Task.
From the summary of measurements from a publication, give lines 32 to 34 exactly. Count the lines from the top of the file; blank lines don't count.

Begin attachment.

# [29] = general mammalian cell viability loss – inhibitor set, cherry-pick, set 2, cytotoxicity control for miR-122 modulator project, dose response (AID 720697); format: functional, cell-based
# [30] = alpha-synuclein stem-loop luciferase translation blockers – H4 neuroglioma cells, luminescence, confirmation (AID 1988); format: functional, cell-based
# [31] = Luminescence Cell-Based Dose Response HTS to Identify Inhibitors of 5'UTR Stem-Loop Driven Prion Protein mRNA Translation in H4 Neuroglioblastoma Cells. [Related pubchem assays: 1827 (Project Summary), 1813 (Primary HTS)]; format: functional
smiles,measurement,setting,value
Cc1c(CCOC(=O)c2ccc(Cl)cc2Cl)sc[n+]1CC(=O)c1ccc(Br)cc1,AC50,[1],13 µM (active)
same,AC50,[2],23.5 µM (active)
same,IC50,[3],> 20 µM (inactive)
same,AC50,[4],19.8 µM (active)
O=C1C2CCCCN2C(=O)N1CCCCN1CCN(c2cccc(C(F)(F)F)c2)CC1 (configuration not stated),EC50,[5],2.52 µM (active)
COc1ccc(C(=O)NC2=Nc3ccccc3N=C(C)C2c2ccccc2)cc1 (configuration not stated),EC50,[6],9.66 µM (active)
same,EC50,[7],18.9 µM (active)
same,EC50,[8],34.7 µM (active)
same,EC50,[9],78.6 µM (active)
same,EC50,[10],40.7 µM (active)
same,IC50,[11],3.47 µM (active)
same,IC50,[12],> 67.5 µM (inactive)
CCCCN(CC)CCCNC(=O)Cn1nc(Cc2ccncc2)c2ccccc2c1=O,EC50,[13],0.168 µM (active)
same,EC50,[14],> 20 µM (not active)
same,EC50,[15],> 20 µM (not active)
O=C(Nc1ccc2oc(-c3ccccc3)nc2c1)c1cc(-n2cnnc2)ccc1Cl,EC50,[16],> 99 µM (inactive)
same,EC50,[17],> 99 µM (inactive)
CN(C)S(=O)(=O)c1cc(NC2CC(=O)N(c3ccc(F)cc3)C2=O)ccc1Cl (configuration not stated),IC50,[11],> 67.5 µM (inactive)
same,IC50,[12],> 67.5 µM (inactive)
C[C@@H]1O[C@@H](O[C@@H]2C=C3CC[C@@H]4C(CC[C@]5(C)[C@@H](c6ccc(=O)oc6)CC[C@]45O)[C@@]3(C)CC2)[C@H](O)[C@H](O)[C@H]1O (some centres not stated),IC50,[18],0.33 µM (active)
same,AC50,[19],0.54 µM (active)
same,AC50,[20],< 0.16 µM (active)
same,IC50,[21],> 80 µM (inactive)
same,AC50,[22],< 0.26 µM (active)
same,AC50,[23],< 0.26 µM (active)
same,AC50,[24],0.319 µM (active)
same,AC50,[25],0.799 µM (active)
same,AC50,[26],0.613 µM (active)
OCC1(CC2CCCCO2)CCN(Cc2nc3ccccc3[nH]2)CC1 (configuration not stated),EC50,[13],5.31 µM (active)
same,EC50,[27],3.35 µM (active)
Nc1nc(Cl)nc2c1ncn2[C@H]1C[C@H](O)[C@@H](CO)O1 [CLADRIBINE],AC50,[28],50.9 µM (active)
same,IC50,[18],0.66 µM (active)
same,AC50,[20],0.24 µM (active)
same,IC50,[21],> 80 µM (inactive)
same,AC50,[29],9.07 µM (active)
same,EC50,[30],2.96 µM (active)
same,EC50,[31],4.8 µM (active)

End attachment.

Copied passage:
same,AC50,[26],0.613 µM (active)
OCC1(CC2CCCCO2)CCN(Cc2nc3ccccc3[nH]2)CC1 (configuration not stated),EC50,[13],5.31 µM (active)
same,EC50,[27],3.35 µM (active)